Spring Pres For Eaf
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Spring Pres For Eaf






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Spring Pres For Eaf Presentation Transcript

  • 1. Deculturalization and the Struggle for Equality A Brief History of the Education of Dominated Cultures in the United States By: Joel Spring Presented by: Heather Nast, Lauren Finelli and Andrew Reder
  • 2. Racial Violence
    • Throughout history...
    • US Civil War
    • Trail of Death
    • 19 th century Chinese
    • Enslaved Africans
    • Race riots in 19 th and 20 th centuries
    • Zoot Suit riots
    • Civil Rights Movement
    • In Education
    • Protestants and Catholics in 1840’s
    • Punishment of enslaved Africans
    • Racial clashes
    • School integration riots
    • Current debates
  • 3. Globalization
    • Globalization- begins when Columbus arrives in the Americas in 1492 and links the world trade routes
    • Civilized v. uncivilized- Christian v. Pagan
  • 4. Religious Superiority
    • Catholics
    • Religious heretics
    • Catholics schools developed the private school sect
    • Protestant
    • The superior belief
    • Referred to as “public” schools
    • Mostly anti-Catholic (obvious in government life)
    *** Lead to the Catholic/Protestant school riots over religious doctrines
  • 5. Race, Racism and Citizenship
    • Race- primarily a social construction
    • Racism- prejudice plus power
  • 6. Educational Methods for Global Cultural Encounters
    • Cultural Genocide
    • Deculturalization
    • Assimilation
    • Cultural Pluralism
    • Denial of Education
    • Hybridity
  • 7. Educational and Cultural Differences
    • Colonists
    • Child-rearing- discipline, authority and memorization (break the will of the child)
    • School- formal setting
    • Work- activity provided protection against sin
    • Political power- only men
    • Native Americans
    • Child-rearing- quite dismissive
    • School- informal, educated by stories told by the elders
    • Work- only for what they needed
    • Political power- held by some women
  • 8. Early Native American Educational Programs
    • Failed establishment of Henrico College
    • Praying towns
    • Dartmouth College
    • Moor’s Charity School
  • 9. 5 Civilized Tribes
    • Choctaw, Cherokee, Chickasaw, Creek and Seminole tribes
    • Government wanted their land
    • Felt like the nuclear family and the establishment of a formal government was leaked to the need for a nuclear family
    • Hoped for a cash economy to develop
  • 10. Native Americans: Deculturalization, Schooling, and Globalization
    • Native Americans as Indigenous people
    • The Naturalization Act of 1790 excluded them from citizenship of the U.S.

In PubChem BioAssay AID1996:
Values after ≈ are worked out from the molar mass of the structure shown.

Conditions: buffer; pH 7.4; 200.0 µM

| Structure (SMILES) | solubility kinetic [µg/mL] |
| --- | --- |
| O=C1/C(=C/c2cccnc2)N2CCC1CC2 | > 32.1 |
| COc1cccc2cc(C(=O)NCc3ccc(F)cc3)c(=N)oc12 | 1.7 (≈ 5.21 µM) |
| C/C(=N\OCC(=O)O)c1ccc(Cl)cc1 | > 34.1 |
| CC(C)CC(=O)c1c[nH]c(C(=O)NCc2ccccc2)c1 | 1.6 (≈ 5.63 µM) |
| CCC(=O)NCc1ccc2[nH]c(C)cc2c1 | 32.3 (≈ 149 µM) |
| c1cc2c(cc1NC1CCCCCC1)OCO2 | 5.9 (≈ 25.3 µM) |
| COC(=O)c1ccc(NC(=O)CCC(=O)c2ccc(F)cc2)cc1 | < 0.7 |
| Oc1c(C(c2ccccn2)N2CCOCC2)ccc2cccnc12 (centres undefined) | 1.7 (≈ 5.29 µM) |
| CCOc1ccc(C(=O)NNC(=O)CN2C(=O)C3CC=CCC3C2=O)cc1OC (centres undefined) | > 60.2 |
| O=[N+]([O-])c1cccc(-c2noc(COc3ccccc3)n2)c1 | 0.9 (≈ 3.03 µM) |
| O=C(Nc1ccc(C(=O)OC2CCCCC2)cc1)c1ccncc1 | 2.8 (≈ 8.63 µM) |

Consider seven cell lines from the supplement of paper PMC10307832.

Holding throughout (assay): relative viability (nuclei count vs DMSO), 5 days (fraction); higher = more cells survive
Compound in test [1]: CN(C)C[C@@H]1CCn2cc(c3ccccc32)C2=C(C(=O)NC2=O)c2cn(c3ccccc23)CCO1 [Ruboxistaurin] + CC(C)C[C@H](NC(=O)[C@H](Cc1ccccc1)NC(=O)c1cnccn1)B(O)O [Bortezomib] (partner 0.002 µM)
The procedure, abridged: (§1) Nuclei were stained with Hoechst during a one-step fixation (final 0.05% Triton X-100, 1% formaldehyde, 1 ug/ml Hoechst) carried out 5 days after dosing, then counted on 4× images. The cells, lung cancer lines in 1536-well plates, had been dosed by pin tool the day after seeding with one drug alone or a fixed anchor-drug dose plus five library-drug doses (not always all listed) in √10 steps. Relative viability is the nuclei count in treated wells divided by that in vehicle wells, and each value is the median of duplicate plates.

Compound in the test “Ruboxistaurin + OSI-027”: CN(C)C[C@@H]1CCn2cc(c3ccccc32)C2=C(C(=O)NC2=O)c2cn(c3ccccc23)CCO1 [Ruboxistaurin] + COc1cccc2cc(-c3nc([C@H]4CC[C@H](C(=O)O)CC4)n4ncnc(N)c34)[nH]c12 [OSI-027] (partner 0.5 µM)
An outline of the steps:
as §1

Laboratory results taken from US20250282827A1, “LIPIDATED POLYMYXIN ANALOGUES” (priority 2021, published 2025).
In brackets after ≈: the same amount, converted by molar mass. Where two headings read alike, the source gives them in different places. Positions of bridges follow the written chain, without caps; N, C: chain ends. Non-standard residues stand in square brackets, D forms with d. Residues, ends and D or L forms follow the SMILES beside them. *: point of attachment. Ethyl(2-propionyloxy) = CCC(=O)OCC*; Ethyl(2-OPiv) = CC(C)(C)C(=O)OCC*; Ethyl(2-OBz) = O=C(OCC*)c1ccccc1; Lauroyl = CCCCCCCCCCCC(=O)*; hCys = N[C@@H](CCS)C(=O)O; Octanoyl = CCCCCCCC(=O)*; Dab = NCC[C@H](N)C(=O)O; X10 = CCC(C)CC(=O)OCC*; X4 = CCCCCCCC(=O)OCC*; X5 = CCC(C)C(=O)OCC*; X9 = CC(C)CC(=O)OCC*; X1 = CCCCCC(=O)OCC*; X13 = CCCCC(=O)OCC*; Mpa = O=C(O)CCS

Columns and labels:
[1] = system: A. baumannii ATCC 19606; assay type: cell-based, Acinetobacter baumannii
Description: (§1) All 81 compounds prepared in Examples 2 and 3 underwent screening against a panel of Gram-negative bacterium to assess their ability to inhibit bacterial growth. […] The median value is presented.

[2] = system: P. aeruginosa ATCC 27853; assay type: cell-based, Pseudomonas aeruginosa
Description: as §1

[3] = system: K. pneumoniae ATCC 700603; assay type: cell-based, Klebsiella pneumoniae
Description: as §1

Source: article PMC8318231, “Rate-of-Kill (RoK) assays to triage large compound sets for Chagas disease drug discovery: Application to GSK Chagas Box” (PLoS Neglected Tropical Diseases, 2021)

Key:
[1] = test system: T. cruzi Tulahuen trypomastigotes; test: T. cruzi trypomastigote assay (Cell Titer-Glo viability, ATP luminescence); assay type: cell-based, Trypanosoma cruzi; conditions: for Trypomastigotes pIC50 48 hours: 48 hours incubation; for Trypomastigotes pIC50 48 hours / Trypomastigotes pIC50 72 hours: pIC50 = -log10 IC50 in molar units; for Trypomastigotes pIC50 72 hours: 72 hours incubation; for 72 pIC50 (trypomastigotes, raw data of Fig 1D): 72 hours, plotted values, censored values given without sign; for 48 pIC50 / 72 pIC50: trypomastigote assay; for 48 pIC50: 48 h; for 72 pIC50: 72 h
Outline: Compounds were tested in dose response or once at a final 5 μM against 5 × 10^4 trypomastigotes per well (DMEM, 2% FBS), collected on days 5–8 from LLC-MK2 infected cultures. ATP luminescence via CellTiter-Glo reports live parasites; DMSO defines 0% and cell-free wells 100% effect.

• 11. Schooling
    • Thomas McKenney thought schooling would socially control Native Americans and improve their society
    • He introduced schools to Indian tribes as “experiments”
      • White Missionary teachers- American Board of Commissioners for Foreign Missions (ABCFM)
      • 1819 Civilization Fund Act
  • 12. Native American language and culture
    • Sequoyah created a written language to preserve their history, religions, and culture
      • Elias Boudinot created Cherokee Phoenix in 1828
  • 13. Indian Removal
    • Andrew Jackson worried that education was giving Indians the power to resist the U.S. government
    • Indian Removal Act of 1830
      • Trail of Tears
  • 14.
    • Once settled they began setting up schools and governments
      • The Spencer, Armstrong, & New Hope Academies
    • Cherokees were almost 100% literate!
  • 15. Reservations and Boarding Schools
    • Charles E. Mix said that the U.S. had made great errors when dealing with the tribes
    • 1867 Indian Peace Commission
    • Boarding schools take children to strip away their native culture
      • Carlisle Indian School &Hampton- Richard Pratt
  • 16.
    • Poor conditions- how are they to learn?
    • Meriam Report in 1928
  • 17. African Americans: Deculturalization, Transformation, and Segregation
    • “ Diaspora”
    • British, Spanish, and Portuguese imperialists moved enslaved Africans to North American and other locations
    • North - societies with the slaves
    • South - slave societies (plantation life)
    • Two ways denial of education laws can be used
  • 18.
    • “ Creole”
    • Increase demand of slaves
      • Devastating tolls on newly arrived slaves
      • Free slaves still had restrictions
    • Petitions to gradually abolish slavery in the North
  • 19. Educational Segregation
    • Freedom vs. Equality
    • Segregated schools
      • Reading and writing in English
      • Unequal funding
    • Discrimination
  • 20. Boston Fights for Equal Education
    • Massachusetts Education Act of 1789
      • Funding
    • Benjamin Robert’s daughter- First separate-but-equal ruling in judicial history
    • 1855 Massachusetts governor signed a law that said no child can be denied admission based on race/religion
  • 21.
    • Slaves were not allowed to read
    • Although many of them learned
      • Helped the slaves learn about what was happening in the Civil War
    • “ Darky act” or “trickers”
  • 22.
    • African Americans had to obey the government, but was not allowed to have a say in it
    • The Fourteenth Amendment Section 1
      • Homer Plessy
  • 23. First Crusade
    • First: literacy
      • Former slaves established schools
      • Trying to improve political and economic standings
      • Booker T. Washington
        • “ cast down its buckets and use black workers”
      • W.E.B. Du Bois
        • NAACP
      • General Samuel Armstrong
        • Hampton and segregated industrial education
  • 24. Second Crusade
    • 1910- 1930s, Expansion of segregated schools paid by individual supporters and government
    • The Anna T. Jeanes Fund & The Julius Rosenwald Fund
  • 25. Asians: From Horde to Adored
    • Generally speaking, White efforts at deculturization focused on the denial of education and separation of Asian populations from White populations
    • The nature of Asian immigration caused treatment to shift much faster than any other group
  • 26. Coming to America
    • Chinese: Moving around since 15 th century
      • First major wave was Gold Rush
        • 1850s in California
      • Paid their own way, not enough money to get back